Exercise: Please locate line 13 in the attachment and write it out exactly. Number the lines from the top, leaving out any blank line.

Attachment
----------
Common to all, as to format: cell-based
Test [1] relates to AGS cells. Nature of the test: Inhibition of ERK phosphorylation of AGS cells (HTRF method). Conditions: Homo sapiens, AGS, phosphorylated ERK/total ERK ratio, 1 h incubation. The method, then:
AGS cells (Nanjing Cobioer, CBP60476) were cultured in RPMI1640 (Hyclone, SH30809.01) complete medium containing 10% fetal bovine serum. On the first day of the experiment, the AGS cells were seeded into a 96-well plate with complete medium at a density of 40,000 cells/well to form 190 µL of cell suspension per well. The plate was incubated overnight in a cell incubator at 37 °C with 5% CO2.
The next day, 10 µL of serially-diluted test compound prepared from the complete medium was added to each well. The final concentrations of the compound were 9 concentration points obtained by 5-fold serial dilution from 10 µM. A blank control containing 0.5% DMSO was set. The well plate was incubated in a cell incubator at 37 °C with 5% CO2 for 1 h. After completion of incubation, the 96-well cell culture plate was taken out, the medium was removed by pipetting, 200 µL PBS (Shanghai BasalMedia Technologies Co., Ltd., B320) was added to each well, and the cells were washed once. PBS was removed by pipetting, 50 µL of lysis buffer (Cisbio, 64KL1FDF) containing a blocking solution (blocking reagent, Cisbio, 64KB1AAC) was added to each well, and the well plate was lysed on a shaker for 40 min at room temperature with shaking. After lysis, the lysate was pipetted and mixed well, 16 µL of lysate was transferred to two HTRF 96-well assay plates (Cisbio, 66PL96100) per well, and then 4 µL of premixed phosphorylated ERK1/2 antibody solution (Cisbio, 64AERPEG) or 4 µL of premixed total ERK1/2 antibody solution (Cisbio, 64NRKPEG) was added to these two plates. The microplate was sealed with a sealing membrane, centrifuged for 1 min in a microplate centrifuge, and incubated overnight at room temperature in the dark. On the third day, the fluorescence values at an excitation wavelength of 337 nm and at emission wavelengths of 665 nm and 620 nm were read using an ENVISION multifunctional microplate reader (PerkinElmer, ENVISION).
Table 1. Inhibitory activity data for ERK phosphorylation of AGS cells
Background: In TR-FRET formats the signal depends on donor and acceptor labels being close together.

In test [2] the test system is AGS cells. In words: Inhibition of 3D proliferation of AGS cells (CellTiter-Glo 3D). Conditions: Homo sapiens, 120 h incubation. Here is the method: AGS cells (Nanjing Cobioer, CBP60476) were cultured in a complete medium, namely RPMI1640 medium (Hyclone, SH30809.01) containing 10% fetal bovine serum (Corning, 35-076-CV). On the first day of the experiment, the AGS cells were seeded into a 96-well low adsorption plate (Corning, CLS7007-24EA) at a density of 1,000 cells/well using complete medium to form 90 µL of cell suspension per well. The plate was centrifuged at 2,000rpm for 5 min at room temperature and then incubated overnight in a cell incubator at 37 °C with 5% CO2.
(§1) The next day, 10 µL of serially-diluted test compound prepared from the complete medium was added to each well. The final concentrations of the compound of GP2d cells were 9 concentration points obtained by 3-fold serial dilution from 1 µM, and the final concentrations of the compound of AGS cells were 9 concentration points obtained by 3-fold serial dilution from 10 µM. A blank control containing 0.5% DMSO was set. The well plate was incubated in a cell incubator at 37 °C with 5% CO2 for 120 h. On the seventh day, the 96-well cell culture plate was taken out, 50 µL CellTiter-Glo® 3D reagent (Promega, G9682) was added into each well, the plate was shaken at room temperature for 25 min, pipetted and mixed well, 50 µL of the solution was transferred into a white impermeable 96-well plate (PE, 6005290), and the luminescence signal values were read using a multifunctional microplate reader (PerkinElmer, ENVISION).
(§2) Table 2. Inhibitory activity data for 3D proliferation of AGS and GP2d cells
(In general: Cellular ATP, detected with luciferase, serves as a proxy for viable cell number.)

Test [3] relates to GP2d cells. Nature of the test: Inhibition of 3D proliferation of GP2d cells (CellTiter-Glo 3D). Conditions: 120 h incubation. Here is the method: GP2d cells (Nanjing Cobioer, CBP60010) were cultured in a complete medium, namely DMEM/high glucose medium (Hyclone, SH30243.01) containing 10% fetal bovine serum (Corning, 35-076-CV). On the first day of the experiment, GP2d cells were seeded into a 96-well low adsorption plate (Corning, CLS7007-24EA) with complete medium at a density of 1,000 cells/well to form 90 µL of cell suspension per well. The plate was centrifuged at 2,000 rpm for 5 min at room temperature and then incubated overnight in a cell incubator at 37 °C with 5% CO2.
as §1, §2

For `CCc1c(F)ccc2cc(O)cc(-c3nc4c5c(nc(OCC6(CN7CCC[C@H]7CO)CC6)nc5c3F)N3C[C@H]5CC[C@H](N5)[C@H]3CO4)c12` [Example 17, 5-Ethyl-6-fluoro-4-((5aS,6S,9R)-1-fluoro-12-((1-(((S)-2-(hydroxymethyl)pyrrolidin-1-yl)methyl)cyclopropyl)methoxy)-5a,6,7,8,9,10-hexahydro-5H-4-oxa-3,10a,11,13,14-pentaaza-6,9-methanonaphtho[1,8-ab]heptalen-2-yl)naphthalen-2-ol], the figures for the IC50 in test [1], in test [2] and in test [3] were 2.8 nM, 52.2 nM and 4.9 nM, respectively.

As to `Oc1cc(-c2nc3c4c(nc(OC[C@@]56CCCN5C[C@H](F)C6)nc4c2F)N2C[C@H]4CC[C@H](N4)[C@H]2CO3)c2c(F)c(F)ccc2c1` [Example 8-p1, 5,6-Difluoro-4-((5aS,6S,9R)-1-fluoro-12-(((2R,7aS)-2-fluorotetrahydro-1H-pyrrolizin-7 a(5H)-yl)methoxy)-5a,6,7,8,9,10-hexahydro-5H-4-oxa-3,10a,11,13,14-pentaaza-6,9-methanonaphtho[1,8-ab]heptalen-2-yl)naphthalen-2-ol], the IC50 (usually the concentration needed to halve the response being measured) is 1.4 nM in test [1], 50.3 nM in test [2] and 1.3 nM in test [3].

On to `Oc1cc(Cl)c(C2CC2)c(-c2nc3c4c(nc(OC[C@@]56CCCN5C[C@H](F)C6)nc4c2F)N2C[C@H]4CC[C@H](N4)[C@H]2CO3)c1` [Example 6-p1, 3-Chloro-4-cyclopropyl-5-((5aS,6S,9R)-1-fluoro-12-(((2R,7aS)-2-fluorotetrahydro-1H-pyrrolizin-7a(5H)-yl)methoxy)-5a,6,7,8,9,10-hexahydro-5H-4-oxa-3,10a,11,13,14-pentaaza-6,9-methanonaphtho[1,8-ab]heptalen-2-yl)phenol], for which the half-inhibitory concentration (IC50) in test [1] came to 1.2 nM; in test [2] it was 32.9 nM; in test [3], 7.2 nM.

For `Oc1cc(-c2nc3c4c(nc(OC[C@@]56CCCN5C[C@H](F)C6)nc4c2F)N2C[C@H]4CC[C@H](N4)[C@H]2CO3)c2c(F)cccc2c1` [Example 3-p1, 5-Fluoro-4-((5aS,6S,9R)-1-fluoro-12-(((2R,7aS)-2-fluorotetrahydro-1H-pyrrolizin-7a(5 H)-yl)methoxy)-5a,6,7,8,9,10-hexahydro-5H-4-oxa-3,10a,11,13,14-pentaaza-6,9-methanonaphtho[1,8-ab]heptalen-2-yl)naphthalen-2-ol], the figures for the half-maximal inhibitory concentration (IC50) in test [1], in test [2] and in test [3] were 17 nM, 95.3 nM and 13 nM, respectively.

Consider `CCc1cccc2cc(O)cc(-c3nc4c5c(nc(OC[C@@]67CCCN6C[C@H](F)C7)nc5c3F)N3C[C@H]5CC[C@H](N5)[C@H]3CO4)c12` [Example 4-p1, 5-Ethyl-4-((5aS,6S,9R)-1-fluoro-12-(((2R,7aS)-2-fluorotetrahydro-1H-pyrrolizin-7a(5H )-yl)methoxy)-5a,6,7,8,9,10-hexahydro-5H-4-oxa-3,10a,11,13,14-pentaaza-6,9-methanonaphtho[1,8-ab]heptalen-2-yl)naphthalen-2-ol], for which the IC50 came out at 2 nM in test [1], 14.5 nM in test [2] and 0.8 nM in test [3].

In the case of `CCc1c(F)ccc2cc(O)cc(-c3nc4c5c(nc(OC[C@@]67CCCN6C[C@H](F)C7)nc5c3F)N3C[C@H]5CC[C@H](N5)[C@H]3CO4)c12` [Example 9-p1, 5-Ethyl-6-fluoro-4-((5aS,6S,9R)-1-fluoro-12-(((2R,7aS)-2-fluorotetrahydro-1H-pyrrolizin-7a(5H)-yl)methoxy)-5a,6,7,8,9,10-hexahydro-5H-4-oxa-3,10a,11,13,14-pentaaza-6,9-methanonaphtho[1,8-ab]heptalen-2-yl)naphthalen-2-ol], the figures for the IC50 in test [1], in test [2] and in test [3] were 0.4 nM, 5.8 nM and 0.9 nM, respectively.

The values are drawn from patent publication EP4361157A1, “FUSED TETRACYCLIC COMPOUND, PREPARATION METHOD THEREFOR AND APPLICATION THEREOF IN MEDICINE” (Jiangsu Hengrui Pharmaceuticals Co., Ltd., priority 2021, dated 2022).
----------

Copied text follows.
For `CCc1c(F)ccc2cc(O)cc(-c3nc4c5c(nc(OCC6(CN7CCC[C@H]7CO)CC6)nc5c3F)N3C[C@H]5CC[C@H](N5)[C@H]3CO4)c12` [Example 17, 5-Ethyl-6-fluoro-4-((5aS,6S,9R)-1-fluoro-12-((1-(((S)-2-(hydroxymethyl)pyrrolidin-1-yl)methyl)cyclopropyl)methoxy)-5a,6,7,8,9,10-hexahydro-5H-4-oxa-3,10a,11,13,14-pentaaza-6,9-methanonaphtho[1,8-ab]heptalen-2-yl)naphthalen-2-ol], the figures for the IC50 in test [1], in test [2] and in test [3] were 2.8 nM, 52.2 nM and 4.9 nM, respectively.